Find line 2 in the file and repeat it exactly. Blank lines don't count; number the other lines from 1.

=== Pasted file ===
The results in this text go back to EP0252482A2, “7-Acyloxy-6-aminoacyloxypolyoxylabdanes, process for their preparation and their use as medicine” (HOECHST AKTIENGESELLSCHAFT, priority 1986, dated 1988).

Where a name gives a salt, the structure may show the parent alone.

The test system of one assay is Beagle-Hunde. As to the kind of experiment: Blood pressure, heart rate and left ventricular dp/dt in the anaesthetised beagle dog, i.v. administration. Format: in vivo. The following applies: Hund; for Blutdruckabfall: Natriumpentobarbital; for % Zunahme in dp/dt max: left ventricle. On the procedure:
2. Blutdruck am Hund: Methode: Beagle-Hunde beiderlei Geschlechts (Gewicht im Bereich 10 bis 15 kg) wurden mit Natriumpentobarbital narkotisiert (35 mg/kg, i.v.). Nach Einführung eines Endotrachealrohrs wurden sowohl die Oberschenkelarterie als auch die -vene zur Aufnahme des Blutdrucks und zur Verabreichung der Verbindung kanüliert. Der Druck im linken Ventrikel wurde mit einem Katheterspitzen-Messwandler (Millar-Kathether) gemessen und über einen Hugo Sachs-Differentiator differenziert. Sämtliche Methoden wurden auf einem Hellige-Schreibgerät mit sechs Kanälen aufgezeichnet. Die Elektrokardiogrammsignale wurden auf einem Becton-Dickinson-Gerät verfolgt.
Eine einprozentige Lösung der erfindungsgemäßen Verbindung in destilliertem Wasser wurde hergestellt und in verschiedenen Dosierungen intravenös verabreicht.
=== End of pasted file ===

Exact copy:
Where a name gives a salt, the structure may show the parent alone.